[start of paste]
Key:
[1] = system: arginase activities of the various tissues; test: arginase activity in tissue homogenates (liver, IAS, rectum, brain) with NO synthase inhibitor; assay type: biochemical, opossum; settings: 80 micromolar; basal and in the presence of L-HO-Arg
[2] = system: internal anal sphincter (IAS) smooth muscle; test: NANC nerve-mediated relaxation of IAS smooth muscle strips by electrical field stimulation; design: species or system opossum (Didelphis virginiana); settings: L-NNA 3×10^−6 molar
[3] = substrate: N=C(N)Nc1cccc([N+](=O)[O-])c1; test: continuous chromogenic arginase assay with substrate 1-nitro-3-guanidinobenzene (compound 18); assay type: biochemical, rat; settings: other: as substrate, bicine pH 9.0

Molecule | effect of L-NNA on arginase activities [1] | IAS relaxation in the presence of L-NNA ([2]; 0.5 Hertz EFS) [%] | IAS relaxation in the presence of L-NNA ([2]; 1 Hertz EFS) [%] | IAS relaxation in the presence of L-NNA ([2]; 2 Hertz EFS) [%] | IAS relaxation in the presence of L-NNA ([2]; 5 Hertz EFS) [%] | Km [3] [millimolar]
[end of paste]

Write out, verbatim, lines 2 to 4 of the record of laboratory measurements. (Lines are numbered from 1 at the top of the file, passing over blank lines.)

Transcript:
[1] = system: arginase activities of the various tissues; test: arginase activity in tissue homogenates (liver, IAS, rectum, brain) with NO synthase inhibitor; assay type: biochemical, opossum; settings: 80 micromolar; basal and in the presence of L-HO-Arg
[2] = system: internal anal sphincter (IAS) smooth muscle; test: NANC nerve-mediated relaxation of IAS smooth muscle strips by electrical field stimulation; design: species or system opossum (Didelphis virginiana); settings: L-NNA 3×10^−6 molar
[3] = substrate: N=C(N)Nc1cccc([N+](=O)[O-])c1; test: continuous chromogenic arginase assay with substrate 1-nitro-3-guanidinobenzene (compound 18); assay type: biochemical, rat; settings: other: as substrate, bicine pH 9.0